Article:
Публикувани: 28 февруари
It was a wet, cold night when I picked this game up on sale. I downloaded the essentials and got into it.
I did the tutorial and went into my first match. Wanting to become the ultimate camper, I went Russian Marksman, armed with nothing but a PU Mosin-Nagant and a revolver that can't do anything after 5 m.
Along with my comrades, I softened up the German defences, and my comrades and I pulled off a daring charge and took the bridge. We got to the other side, but were pinned down by an MG nest set up on a lumber pile and were forced to take cover with what we could find. I quickly ran into the forest, attempting to flank our main obstacle. The bristling fire of the MG-34 stood out from the sounds of the other weapons incessantly being discharged at both sides. Non-stop, this cutting sound of the MG-34 and the dying screams of my comrades made me even more determined to kill this machinegunner. I managed to get into point blank range. I wanted to humiliate him and go down in history as that guy who melee'd that dude who killed 20 people. He saw me.
He turned to me, ready to empty what ammo he had left in my tan-coloured clothes and Soviet body. He was about to fire... and a click was heard. He didn't have any more ammo. He didn't even attempt to take out his pistol. He looked at me, and I shot him. I distinctly remember his body jittering. A pool of blood assembled around him, and the jittering stopped. Then I bolted my weapon, and carried on.
Welcome to Red Orchestra 2: PTSD Edition.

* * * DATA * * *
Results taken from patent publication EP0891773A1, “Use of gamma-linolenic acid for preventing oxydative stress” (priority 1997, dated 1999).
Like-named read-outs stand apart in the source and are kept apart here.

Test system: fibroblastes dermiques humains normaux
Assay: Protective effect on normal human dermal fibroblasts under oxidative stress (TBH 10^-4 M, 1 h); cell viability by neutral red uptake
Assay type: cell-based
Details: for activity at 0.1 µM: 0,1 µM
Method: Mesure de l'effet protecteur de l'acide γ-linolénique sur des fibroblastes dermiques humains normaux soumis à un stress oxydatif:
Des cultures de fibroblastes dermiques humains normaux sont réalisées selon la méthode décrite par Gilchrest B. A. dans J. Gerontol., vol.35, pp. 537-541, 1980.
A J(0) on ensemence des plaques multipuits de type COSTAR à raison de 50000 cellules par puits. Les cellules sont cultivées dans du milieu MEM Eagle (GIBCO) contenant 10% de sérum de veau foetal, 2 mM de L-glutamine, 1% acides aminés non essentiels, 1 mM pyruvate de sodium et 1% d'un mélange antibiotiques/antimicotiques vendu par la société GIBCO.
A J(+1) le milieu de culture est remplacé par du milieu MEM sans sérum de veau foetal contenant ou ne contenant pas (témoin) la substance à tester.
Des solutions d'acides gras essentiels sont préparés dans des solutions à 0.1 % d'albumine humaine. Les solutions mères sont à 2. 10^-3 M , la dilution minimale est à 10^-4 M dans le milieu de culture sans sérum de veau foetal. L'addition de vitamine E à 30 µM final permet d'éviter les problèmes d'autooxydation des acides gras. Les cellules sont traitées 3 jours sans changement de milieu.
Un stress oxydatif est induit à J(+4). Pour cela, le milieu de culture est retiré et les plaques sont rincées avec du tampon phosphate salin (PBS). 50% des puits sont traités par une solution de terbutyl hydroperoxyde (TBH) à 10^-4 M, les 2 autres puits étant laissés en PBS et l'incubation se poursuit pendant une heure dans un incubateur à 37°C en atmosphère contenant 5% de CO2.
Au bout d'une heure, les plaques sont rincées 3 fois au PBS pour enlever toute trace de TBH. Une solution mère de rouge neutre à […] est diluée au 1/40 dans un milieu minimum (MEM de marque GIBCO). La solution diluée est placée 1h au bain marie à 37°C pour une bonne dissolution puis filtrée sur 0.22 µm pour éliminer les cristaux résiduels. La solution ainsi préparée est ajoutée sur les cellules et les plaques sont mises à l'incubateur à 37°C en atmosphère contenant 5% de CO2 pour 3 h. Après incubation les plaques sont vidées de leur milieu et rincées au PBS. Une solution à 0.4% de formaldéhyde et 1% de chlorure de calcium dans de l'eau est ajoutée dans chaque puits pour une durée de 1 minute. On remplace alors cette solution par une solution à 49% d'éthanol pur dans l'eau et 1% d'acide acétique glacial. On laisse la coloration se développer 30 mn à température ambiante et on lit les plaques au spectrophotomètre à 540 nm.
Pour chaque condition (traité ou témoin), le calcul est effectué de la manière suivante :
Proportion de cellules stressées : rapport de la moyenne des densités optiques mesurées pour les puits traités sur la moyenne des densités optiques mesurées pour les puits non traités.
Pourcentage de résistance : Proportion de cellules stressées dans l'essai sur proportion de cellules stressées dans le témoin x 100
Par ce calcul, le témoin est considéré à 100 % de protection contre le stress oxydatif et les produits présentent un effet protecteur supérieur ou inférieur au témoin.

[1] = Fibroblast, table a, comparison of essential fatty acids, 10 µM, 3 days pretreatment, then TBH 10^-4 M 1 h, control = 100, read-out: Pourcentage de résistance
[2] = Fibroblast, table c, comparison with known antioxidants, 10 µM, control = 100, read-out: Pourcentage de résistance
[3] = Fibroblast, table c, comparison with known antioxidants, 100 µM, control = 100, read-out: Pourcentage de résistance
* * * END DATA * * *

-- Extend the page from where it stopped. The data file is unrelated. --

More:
The game itself, a multiplayer-based WW2 tactical shooter is based around the Eastern Front of WW2, particularly the Battle of Stalingrad. Picking up the game, you will be thrown into the most realistic depiction of war since the original Medal of Honor. You want a gun? Here you go. Now go and take that objective, soldier! The game throws you into the mud without any other expectations other than victory and woe to the vanquished. You are to fight! You are to kill! You are to die! You are to wait 20 seconds just to be mindlessly thrown into this slow-paced, massive battle of up to 64 players and you will enjoy it! A learning curve is prevalent in the game, as it isn't a run of the mill FPS. A couple hours in the singleplayer, or on a bot practice match should be enough to get you used to the odd way the game handles.
The graphics are very pretty and rather easy to run, which is sad when you think of it because the folks over at Tripwire wanted you to have as traumatizing experience as humanly possible.
10/10 would have PTSD again